Analysis of artifacts and systematic errors of the Iranian Seismological Center’s earthquake catalog
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This study reviews the history of seismometry in Iran and specifically the evolution of Iranian Seismological Center’s (IRSC) seismic network and investigates the artifacts and systematic errors of this center’s earthquake catalog. Our analysis indicates instability of magnitude estimation in the IRSC catalog to the extent that in the western and eastern parts of Iran, events with the same USGS reported mb magnitude could result in MN values 0.3 units apart. This catalog is contaminated with quarry and mine blasts, in which about 19% of the reported events are most likely not tectonic earthquakes. In addition, heterogeneity of magnitude of completeness as a function of space and time is observed. While Mc has gradually improved since 2006, its reduction in different parts of the country varies between 0 to 0.5 units of magnitude. In addition to artifacts, more than 54% of the reported events were located using a simplified velocity model and need to be relocated using more accurate velocity models. Moreover, in the hypocenter determination of about 7% of earthquakes, at least data from one station with wrong coordinates was employed. For these two groups of events, a clear dependence exists between the azimuthal gap and the value of the observed shift in the location parameters; with increasing the azimuthal gap, the shift increases. Investigations on the manually picked phases in the IRSC catalog show a large number of phase misidentification cases which are the other source of systematic errors. Examining the depth reported for events associated with mine blasts in a region in southern Iran implies systematic errors and high overestimation of depth for these events. The reported depth for most of these blasts is more than 10 km.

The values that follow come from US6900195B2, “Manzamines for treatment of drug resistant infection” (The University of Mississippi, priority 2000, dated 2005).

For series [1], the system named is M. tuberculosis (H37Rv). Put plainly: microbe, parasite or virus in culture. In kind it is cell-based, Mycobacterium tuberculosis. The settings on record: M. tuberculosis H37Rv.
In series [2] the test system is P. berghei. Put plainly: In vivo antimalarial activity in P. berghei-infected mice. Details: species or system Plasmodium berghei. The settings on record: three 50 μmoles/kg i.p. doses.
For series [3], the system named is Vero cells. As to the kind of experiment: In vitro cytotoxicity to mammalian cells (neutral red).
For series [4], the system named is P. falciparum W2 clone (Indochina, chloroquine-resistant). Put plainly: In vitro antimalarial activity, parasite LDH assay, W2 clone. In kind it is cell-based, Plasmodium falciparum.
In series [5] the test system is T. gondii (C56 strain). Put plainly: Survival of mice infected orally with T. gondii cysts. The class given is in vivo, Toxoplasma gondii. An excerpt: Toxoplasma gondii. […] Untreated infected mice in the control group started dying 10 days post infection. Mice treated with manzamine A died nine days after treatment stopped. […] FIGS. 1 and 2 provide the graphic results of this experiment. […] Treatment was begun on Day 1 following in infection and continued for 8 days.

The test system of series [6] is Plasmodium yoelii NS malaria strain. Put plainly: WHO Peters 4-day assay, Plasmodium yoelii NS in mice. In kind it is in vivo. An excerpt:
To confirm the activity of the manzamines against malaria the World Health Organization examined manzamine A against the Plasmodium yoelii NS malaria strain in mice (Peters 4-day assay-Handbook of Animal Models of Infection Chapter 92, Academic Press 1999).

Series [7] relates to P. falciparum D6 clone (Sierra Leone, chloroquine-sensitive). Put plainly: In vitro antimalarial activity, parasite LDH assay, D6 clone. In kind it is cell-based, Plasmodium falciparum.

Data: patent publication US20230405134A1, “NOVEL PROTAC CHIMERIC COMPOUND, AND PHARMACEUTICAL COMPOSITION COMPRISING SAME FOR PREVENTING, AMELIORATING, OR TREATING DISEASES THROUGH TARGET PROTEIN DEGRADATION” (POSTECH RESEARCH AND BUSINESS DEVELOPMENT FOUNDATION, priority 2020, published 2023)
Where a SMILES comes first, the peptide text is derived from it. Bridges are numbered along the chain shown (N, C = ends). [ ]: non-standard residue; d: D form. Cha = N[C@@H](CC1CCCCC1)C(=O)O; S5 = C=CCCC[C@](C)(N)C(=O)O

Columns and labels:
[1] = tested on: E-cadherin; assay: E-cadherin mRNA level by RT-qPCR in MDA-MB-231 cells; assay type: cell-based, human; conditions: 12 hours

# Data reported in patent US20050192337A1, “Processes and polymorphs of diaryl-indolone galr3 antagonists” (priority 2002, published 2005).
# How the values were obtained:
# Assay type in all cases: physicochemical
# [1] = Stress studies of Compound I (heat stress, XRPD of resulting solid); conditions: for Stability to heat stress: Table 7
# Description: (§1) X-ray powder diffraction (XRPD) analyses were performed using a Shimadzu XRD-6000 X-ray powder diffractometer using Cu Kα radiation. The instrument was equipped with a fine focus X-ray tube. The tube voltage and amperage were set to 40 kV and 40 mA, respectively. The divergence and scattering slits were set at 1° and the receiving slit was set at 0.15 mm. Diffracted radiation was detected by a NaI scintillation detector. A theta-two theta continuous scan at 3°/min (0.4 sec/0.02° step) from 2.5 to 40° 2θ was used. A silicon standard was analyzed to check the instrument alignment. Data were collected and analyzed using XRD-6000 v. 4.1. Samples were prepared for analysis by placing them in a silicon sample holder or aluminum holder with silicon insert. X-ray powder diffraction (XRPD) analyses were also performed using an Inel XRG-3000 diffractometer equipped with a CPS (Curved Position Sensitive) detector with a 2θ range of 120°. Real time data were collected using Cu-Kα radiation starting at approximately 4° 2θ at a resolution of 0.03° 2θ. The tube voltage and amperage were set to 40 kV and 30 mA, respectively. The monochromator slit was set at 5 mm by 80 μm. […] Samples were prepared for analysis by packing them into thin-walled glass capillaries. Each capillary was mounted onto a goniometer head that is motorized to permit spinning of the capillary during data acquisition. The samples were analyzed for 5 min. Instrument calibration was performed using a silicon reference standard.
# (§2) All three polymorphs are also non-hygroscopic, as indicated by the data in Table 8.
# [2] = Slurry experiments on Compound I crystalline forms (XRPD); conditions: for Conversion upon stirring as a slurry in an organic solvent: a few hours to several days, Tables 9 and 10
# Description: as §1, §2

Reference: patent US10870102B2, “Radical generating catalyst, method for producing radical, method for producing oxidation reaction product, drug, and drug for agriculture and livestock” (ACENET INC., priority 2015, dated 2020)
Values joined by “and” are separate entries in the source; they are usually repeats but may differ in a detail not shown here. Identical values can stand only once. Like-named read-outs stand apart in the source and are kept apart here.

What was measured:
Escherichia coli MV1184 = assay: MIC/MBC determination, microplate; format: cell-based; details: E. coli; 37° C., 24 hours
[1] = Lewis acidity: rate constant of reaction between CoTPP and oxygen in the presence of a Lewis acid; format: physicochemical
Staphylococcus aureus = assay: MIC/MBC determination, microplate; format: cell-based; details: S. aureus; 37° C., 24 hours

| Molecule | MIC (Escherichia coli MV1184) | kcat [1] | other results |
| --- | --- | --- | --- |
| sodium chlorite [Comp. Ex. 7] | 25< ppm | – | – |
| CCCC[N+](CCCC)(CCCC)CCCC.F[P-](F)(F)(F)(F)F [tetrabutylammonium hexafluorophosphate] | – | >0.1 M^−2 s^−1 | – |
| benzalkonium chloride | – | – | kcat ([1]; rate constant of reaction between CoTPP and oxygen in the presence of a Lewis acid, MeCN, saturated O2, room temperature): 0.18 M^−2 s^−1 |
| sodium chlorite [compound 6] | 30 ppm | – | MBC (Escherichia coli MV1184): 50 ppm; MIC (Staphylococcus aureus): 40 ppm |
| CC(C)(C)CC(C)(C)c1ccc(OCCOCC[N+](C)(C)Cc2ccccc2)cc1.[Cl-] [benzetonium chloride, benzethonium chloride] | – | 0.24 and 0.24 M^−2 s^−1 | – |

KeywordsIRSC catalog Earthquake location Systematic errors Magnitude of completeness
The authors would like to thank H. Ghofrani, M. Pakzad, and O. Aghaei for their thoughtful reviews of the manuscript and very helpful suggestions. We also appreciate M. Elahian, A. Malekpour, and H. Hosseini for their help during this study. Several figures were produced by GMT (Wessel et al. 2013, http://gmt.soest.hawaii.edu/).
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